Oral Care for the Older Adult
- Posted on: Feb 15 2018
To be referred to as an “older adult” or “senior” may have, at one point, incited a bit of stress. At the very least, to recognize inclusion in the aging population may feel somewhat unpleasant. Of course, aging has increasingly become something we can enjoy. We’ve got ways to diminish the cosmetic signs of aging, and we even have treatments that can help us manage the telltale aches and pains that come with age. Finally, we’ve got strategies that can be implemented as needed to help us manage important aspects of health like our smile.
The Smile as a Signpost of Health
Historically, the smile has been somewhat of a signpost of age. A person with deeply discolored teeth may be perceived as older. Tooth loss, as well, and gum recession, were indicators of advanced age (though that typically meant what we call middle-age!). Today, we look at the smile more objectively, and we rely on research data to help us understand how the mouth affects the body. Here are some of the details that all adults should know:
- Heart health may be affected by the presence of oral disease. Periodontitis is a condition related to bacteria in the mouth. Research has also demonstrated the correlation between heart disease and bacteria in arterial plaque. To that end, experts often look at gum disease as a risk factor for cardiac problems.
- Studies have also found bacteria in the lungs. It isn’t so much that there are bacteria, but that the bacteria in the lungs is also in the mouth. This transition from the mouth to the lungs increases a person’s risk for infection and pneumonia.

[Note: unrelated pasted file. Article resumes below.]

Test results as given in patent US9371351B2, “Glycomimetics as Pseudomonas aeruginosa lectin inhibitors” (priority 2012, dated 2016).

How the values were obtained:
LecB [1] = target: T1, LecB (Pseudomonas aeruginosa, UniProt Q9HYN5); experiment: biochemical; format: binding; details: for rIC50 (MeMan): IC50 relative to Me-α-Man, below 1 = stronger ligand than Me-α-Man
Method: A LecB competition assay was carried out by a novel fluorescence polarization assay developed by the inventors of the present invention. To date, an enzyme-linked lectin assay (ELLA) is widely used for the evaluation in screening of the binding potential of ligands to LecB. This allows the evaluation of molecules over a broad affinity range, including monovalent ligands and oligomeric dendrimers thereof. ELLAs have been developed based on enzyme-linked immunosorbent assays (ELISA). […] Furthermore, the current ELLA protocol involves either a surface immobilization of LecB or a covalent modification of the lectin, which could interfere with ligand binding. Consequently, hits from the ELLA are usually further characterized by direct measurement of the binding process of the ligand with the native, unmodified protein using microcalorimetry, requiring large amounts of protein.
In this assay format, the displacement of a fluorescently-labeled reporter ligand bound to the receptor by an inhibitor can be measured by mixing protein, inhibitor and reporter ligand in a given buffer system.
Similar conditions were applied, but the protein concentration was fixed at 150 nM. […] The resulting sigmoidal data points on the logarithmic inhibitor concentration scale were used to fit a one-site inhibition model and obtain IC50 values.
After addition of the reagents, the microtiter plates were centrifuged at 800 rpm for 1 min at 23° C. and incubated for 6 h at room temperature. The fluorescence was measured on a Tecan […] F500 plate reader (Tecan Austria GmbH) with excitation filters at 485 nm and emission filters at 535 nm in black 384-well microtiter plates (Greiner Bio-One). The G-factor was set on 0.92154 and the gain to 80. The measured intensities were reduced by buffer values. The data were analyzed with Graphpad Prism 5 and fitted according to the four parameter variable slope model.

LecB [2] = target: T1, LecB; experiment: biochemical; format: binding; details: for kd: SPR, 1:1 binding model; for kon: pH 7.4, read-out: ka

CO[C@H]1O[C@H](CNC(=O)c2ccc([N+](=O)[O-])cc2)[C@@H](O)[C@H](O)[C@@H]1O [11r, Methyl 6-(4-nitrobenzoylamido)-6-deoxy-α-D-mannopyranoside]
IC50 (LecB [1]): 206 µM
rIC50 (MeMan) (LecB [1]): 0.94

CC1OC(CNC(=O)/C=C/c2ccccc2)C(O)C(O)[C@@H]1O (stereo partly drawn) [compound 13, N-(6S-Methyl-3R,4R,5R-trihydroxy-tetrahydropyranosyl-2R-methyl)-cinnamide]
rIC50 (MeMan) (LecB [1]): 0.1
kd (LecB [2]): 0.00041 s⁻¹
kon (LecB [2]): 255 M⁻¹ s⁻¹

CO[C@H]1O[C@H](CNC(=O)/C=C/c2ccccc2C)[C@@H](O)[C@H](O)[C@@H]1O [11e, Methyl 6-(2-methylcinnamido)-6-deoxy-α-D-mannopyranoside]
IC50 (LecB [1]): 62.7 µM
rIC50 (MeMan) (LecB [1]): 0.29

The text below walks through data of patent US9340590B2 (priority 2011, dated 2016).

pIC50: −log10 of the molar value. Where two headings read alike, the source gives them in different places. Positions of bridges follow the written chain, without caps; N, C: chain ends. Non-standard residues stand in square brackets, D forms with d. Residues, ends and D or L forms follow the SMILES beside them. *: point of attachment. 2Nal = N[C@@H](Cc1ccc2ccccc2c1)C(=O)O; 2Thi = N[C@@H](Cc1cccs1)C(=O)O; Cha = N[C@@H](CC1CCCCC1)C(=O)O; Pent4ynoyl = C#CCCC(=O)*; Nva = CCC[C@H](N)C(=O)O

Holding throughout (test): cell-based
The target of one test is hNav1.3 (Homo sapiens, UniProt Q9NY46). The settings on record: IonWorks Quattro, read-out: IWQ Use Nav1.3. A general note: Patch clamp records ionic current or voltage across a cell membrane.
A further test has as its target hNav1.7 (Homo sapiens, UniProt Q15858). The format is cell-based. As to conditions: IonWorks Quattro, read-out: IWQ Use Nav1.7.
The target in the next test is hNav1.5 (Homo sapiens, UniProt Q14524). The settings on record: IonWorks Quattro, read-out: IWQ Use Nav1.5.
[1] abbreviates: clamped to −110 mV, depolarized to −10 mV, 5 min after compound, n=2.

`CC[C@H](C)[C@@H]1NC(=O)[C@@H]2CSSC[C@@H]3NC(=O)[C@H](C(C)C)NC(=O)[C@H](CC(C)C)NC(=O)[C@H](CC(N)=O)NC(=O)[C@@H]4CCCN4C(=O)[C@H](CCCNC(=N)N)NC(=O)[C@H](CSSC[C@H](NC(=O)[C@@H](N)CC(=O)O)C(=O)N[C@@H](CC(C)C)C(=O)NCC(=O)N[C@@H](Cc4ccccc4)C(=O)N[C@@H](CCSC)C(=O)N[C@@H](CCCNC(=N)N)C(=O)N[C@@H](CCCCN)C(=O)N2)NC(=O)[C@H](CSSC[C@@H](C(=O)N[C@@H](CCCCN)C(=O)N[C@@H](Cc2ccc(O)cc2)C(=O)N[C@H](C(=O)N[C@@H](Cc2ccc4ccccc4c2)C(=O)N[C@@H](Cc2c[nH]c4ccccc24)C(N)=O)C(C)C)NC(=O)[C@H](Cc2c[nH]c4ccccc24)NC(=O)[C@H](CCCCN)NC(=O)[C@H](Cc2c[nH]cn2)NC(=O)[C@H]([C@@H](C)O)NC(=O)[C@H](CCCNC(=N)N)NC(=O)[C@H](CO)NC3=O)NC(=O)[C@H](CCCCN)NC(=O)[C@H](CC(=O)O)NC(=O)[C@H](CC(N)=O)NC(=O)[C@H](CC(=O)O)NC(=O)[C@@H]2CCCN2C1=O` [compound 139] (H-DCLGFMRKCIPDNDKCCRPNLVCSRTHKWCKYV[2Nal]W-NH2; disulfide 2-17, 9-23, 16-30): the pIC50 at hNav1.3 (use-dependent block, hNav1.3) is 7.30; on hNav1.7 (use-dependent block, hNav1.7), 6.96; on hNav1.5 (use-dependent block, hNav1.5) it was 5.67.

- Type II diabetes is a chronic condition that is more likely to occur in adulthood. Studies indicate that the suppression of the immune system related to diabetes sets the stage for gum disease. Likewise, though, studies have demonstrated that gum disease poses a challenge in the regulation of blood sugar.
Prolonging Oral Health through the Senior Years
Oral care works because it removes bacteria that can cause disease. Without adequate care, teeth and gums – and the body – are at risk. Therefore, our objective in senior dental care is to maximize the ease and efficiency of daily practices.
- Hand stiffness can diminish dexterity and make it difficult to brush back teeth. An electric or sonic toothbrush can enhance the reach and reduce stress by doing the work for you.
- Flossing may also be difficult when hands are stiff or in pain. A flossing tool or water irrigator can clean in between teeth without you having to hold floss between your fingers.
- Denture care is also important! Your dentist can suggest ways to keep dentures clean without causing tiny scratches in acrylic.
There are several ways to combat some of the age-related changes that affect the mouth. For personal assistance from your Clyde dentist, call (828) 627-9282.
Posted in: Oral Health